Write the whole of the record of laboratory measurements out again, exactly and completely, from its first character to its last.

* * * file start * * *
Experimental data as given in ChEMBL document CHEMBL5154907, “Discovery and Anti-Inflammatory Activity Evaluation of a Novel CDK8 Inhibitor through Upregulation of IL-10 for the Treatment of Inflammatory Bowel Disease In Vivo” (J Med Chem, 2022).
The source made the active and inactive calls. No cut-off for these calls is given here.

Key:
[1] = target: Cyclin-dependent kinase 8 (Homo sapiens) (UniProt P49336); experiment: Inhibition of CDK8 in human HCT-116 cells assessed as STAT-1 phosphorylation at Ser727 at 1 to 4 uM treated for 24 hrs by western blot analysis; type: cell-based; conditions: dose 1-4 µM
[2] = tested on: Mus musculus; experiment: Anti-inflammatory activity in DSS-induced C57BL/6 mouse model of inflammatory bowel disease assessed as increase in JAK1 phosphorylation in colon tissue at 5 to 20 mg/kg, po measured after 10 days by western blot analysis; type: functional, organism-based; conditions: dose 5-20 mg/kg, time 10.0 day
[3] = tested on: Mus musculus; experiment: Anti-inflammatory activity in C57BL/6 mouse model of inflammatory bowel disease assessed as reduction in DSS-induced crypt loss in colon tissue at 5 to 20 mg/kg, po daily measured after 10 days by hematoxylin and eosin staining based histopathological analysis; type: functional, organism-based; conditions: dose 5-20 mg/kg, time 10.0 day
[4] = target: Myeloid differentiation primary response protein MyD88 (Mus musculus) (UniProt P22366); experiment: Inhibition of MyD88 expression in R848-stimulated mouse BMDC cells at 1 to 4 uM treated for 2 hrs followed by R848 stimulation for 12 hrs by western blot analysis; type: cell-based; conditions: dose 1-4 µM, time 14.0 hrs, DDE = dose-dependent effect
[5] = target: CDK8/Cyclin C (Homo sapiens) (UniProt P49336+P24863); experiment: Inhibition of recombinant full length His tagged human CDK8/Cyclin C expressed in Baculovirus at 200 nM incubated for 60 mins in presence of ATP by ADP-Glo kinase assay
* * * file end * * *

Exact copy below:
Experimental data as given in ChEMBL document CHEMBL5154907, “Discovery and Anti-Inflammatory Activity Evaluation of a Novel CDK8 Inhibitor through Upregulation of IL-10 for the Treatment of Inflammatory Bowel Disease In Vivo” (J Med Chem, 2022).
The source made the active and inactive calls. No cut-off for these calls is given here.

Key:
[1] = target: Cyclin-dependent kinase 8 (Homo sapiens) (UniProt P49336); experiment: Inhibition of CDK8 in human HCT-116 cells assessed as STAT-1 phosphorylation at Ser727 at 1 to 4 uM treated for 24 hrs by western blot analysis; type: cell-based; conditions: dose 1-4 µM
[2] = tested on: Mus musculus; experiment: Anti-inflammatory activity in DSS-induced C57BL/6 mouse model of inflammatory bowel disease assessed as increase in JAK1 phosphorylation in colon tissue at 5 to 20 mg/kg, po measured after 10 days by western blot analysis; type: functional, organism-based; conditions: dose 5-20 mg/kg, time 10.0 day
[3] = tested on: Mus musculus; experiment: Anti-inflammatory activity in C57BL/6 mouse model of inflammatory bowel disease assessed as reduction in DSS-induced crypt loss in colon tissue at 5 to 20 mg/kg, po daily measured after 10 days by hematoxylin and eosin staining based histopathological analysis; type: functional, organism-based; conditions: dose 5-20 mg/kg, time 10.0 day
[4] = target: Myeloid differentiation primary response protein MyD88 (Mus musculus) (UniProt P22366); experiment: Inhibition of MyD88 expression in R848-stimulated mouse BMDC cells at 1 to 4 uM treated for 2 hrs followed by R848 stimulation for 12 hrs by western blot analysis; type: cell-based; conditions: dose 1-4 µM, time 14.0 hrs, DDE = dose-dependent effect
[5] = target: CDK8/Cyclin C (Homo sapiens) (UniProt P49336+P24863); experiment: Inhibition of recombinant full length His tagged human CDK8/Cyclin C expressed in Baculovirus at 200 nM incubated for 60 mins in presence of ATP by ADP-Glo kinase assay